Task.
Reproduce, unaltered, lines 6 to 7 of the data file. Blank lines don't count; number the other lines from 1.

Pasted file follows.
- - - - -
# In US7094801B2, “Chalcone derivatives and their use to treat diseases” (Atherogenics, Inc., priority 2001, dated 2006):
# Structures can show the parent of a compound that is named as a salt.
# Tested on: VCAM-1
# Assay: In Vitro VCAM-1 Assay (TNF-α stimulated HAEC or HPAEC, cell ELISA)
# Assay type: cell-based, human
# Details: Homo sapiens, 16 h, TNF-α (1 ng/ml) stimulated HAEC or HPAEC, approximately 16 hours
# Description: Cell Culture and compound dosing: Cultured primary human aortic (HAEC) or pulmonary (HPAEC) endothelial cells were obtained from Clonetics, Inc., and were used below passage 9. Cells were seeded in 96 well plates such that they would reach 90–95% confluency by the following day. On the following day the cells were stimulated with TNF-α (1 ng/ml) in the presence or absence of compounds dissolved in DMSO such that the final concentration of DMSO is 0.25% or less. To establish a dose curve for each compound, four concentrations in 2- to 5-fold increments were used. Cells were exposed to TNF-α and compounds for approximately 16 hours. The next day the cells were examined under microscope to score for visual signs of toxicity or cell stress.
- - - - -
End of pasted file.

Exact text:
# Details: Homo sapiens, 16 h, TNF-α (1 ng/ml) stimulated HAEC or HPAEC, approximately 16 hours
# Description: Cell Culture and compound dosing: Cultured primary human aortic (HAEC) or pulmonary (HPAEC) endothelial cells were obtained from Clonetics, Inc., and were used below passage 9. Cells were seeded in 96 well plates such that they would reach 90–95% confluency by the following day. On the following day the cells were stimulated with TNF-α (1 ng/ml) in the presence or absence of compounds dissolved in DMSO such that the final concentration of DMSO is 0.25% or less. To establish a dose curve for each compound, four concentrations in 2- to 5-fold increments were used. Cells were exposed to TNF-α and compounds for approximately 16 hours. The next day the cells were examined under microscope to score for visual signs of toxicity or cell stress.